Ariadne Oliver and Mr. Clancy were Christie’s way of lampooning mystery novelists, and as such, they make us laugh. We also see the quirky side of mystery writers (and other writers, too) in Caoline Graham’s Written in Blood. As that novel begins, the Midsomer Worthy Writer’s Circle is having a meeting to try to decide whom they’ll invite to speak at their next meeting. Each of the members of the Circle is a writer or aspiring writer, and each one has quirks and eccentricities. After bringing up and then dismissing several candidate speakers, the group finally settles on Max Jennings, a successful writer who lives relatively nearby. One of the group members, Gerald Hadleigh, has a history with Jennings, so the group delegates him to write to Jennings and invite him to speak. That’s the last thing Hadleigh wants, as he has reason to hate Jennings. He doesn’t want the group to know what happened between him and Jennings, though, so he reluctantly invites the author. To Hadleigh’s surprise and consternation, Jennings accepts. On the night of Jennings’ visit, the group assembles and there’s an interesting discussion about writing. Late that night, after the meeting has broken up and the group gone home and to bed, Gerald Hadleigh is murdered. Inspector Tom Barnaby and Sergeant Troy have to unravel the complicated relationships that exist among the offbeat members of the Writer’s Circle in order to figure out who killed Hadleigh and why.
In M.C. Beaton’s Death of a Bore, we get yet another picture of writers and writing. Excitement comes to Lochdubh, a small Scottish village, when John Heppel offers writing classes for aspiring novelists. Heppel’s a newcomer who’s written a novel, and also written for a television soap opera, and first, Constable Hamish Macbeth thinks that none of the locals will be interested in his classes. Surprisingly, the first class is filled with aspiring authors who want to become famous. They all want Heppel to read their work. Macbeth senses trouble when Heppel is harshly critical of his students’ writing and worse, denigrating to the students. After the second class, which is just as disastrous, Macbeth visits Heppel to warn him to stop humiliating the villagers, and asks him to return the money they paid for the classes. Heppel’s angry refusal worries Macbeth, and the next day, his fears are justified when Heppel’s found dead. Now Macbeth has to find out who killed Heppel, all the while hoping that it wasn’t one of the villagers.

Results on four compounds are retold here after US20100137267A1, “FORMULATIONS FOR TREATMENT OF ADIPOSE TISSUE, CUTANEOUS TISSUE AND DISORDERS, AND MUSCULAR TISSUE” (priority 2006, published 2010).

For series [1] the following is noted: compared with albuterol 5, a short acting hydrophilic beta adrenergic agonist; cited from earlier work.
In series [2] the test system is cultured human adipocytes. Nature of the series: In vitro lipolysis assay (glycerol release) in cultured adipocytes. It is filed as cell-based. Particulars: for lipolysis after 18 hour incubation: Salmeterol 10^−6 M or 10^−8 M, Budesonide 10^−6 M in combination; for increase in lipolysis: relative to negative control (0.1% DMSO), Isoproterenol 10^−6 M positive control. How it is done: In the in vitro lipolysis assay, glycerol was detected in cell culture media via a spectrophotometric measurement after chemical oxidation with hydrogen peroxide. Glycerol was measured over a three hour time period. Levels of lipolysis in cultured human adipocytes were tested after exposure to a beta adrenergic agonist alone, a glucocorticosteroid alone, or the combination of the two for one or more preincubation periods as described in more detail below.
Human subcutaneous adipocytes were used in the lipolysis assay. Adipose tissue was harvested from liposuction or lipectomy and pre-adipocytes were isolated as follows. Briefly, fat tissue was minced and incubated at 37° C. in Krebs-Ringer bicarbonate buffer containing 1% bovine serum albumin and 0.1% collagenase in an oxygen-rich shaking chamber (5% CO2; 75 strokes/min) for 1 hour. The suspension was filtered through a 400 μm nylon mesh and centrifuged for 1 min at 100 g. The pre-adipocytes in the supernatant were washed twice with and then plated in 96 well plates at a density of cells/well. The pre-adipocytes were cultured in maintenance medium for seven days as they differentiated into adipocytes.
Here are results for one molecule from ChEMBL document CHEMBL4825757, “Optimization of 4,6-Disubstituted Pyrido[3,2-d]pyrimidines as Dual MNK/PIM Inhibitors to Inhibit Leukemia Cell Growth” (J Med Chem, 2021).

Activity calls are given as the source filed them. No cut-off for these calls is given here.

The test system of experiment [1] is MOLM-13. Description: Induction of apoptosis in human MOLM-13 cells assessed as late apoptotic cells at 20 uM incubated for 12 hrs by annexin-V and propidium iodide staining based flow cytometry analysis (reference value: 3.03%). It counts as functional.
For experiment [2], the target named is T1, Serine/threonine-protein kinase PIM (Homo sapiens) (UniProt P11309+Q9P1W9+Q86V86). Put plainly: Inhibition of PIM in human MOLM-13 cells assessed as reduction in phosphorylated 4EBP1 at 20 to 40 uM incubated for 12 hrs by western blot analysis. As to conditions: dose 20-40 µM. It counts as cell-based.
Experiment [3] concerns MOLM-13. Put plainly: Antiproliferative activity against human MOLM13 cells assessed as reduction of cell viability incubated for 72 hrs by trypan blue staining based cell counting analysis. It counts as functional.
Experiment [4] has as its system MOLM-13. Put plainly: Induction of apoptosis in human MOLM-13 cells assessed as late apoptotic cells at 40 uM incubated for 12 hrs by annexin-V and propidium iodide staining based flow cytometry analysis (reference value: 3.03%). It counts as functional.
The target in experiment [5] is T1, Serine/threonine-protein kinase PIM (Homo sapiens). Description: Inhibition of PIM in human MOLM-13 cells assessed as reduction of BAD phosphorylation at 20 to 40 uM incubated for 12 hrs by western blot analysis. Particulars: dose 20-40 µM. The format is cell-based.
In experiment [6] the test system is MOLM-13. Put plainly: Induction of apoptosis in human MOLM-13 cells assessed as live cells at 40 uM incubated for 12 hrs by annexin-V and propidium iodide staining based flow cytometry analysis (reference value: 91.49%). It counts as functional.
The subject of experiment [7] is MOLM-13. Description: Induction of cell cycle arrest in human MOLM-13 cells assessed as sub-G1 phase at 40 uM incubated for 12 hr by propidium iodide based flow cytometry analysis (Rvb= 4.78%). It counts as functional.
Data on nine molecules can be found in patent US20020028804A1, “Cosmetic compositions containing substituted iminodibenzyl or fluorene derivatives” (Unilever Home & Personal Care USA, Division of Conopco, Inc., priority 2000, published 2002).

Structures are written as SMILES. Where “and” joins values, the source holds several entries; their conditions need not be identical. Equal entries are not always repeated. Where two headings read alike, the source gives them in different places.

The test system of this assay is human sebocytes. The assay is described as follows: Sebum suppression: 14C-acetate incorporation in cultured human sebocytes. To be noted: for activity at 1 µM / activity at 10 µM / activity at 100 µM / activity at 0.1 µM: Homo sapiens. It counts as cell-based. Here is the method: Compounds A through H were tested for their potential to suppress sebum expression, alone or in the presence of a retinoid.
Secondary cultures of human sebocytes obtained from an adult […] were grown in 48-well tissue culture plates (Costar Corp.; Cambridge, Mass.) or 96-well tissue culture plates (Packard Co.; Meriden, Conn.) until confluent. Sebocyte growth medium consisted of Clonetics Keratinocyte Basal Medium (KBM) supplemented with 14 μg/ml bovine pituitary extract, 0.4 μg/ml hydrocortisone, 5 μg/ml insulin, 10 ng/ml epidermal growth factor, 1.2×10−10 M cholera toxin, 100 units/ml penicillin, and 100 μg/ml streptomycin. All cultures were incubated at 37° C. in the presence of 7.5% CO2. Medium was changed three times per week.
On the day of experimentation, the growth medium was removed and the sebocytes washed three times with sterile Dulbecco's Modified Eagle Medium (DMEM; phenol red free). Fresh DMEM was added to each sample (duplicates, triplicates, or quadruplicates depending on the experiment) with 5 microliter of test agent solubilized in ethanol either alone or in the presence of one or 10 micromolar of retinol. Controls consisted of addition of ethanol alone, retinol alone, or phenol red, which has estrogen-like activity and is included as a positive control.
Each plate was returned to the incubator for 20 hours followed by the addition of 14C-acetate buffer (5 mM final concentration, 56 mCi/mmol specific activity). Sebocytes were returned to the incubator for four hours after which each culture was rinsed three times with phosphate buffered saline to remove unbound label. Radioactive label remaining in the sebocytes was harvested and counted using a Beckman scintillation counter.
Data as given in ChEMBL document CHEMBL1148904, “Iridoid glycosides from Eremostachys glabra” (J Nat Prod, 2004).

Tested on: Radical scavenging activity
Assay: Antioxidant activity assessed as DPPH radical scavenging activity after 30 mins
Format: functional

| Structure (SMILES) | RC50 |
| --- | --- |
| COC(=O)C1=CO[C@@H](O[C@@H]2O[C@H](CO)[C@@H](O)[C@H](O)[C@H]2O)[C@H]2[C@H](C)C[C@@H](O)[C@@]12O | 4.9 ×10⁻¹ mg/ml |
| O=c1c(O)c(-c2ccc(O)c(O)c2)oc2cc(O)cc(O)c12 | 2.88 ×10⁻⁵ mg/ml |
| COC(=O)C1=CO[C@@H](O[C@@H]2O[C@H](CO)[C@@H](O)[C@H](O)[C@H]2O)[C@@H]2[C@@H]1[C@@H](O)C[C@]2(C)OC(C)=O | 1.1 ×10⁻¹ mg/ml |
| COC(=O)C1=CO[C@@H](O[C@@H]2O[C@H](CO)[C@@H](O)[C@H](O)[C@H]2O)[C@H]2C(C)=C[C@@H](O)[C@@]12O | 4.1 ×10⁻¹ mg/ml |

There’s a similarly unflattering portrait of a mystery writer in Robert Barnard’s Death of a Mystery Writer. That’s the story of Sir Oliver Farleigh-Stubbs, a very successful detective novelist whose books sell thousands of copies, even though they’re not well-written. He’s overbearing and obnoxious, and succeeds in alienating nearly everyone around him, including his family. On the night of his 65th birthday party, Sir Oliver is poisoned by a cocktail. Inspector Meredith is faced with a number of suspects, since Sir Oliver was much-despised. There’s also the matter of the disappearance of a potentially very valuable manuscript of a book that Sir Oliver had written years earlier but never published. Certainly Sir Oliver doesn’t present a very sympathetic picture of a mystery novelist, but as Meredith investigates, we do get an interesting glimpse at the world of bestselling thriller writing and publishing.
Another perspective on the world of mystery writing comes from J.L. Wilson’s Autographs, Abductions and A-List Authors. That novel takes place at the Mystery/Romance Writers and Readers national convention, at which the prestigious Silver Stylus Award will be given in different categories. B. R. “Bea” Emerson, an up-and-coming author, has been nominated for a Silver Stylus in the romantic suspense category. At a cocktail party, she meets another, much more famous, author who is one of her competitors for the award. While Bea’s getting an autograph, the author suddenly dies. Since the two women were competing for the same award, Bea becomes a suspect in the other woman’s death, and she’s soon arrested. Detective L.J. Remarchik becomes romantically interested in Bea, despite the fact that she’s a suspect, and he begins to work with her to find the real killer. As the two investigate, readers get to meet an interesting assortment of different writers with colorful characters.
Quirky, funny, work-obsessed, eccentric; crime fiction has shown mystery writers in all of these lights. What do you think of the looking glass that crime novelists hold up to themselves?